Alaska Democratic Rep. Mary Peltola in August signed onto legislation that would preserve federal funding for school hunting and archery programs earlier. The two-page Protecting Hunting Heritage and Education Act has 43 House Republican cosponsors. Peltola is the only Democrat to sign on, though she said she plans to raise awareness about the issue with her colleagues.
“In Alaska, hunting and firearms are more than just a way to provide food for our families, they are key to our way of life. Learning how to safely use firearms and develop outdoor skills should be an option for our students,” Peltola said in a statement, adding the legislation would “protect federal funding for school archery and hunting programs, and ensure that they are not defunded in the future.”
This year in Alaska, at least two grants provided Elementary and Secondary Education Act funding for programs like shooting sports or archery, according to the Alaska Department of Education and Early Development. For example, three school districts provide such programming through a grant for educational opportunities for migrant youths.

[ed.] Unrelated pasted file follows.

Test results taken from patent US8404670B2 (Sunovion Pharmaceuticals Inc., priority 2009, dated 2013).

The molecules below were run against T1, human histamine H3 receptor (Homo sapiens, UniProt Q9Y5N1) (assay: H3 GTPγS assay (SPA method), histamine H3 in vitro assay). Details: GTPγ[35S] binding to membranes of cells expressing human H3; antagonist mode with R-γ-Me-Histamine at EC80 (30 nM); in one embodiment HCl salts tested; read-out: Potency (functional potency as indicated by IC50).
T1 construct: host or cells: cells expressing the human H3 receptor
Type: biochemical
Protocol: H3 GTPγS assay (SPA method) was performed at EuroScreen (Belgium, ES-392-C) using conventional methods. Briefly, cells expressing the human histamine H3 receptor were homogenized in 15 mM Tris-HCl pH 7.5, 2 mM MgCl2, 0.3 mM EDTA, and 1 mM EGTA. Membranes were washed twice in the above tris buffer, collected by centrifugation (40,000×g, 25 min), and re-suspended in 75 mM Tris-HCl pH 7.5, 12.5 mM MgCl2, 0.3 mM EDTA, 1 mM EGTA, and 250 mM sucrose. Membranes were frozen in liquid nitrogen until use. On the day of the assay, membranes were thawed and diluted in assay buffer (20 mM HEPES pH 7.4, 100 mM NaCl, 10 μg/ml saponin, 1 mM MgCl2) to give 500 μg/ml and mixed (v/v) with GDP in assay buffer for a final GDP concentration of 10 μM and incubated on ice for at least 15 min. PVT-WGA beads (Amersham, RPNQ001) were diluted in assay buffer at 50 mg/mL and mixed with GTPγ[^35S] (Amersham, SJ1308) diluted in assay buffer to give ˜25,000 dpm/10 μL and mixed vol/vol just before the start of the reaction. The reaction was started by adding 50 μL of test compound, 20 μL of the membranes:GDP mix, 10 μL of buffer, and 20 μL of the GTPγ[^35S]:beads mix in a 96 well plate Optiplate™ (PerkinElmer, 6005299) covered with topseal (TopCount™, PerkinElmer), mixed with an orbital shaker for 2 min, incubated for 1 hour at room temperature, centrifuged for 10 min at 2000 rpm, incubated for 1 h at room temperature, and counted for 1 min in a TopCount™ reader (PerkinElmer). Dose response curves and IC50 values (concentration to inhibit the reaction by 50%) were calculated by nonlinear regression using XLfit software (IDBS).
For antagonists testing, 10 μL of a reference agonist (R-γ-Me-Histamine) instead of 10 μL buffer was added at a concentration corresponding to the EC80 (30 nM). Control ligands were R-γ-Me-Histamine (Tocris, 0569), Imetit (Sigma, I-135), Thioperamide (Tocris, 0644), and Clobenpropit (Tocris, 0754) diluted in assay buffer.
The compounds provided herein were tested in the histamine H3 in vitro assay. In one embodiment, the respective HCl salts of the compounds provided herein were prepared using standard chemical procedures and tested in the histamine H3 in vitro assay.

“We do not know if any of those programs have been cancelled or put on hold due to the changes in guidance,” state education spokesperson Caroline Hamp said in a statement.
Referring to dangerous weapons, the Department of Education spokesperson said the Bipartisan Safer Communities Act “does not limit the use of other federal funding, State, or local funding for these purposes — use of other funding for these items or related training does not impact a school’s eligibility for ESEA funding in any way.”
Members of the Alaska Legislature have also weighed in on the issue. In an August letter, fifteen Republican lawmakers and Democratic Sen. Jesse Kiehl called on the Alaska delegation to protect archery and hunting education programs.
The legislators urged the delegation “to exercise your authority to defend our states’ rights of our youth to freely access shooting sports and hunter safety education courses in our schools without fear of losing critical funding.”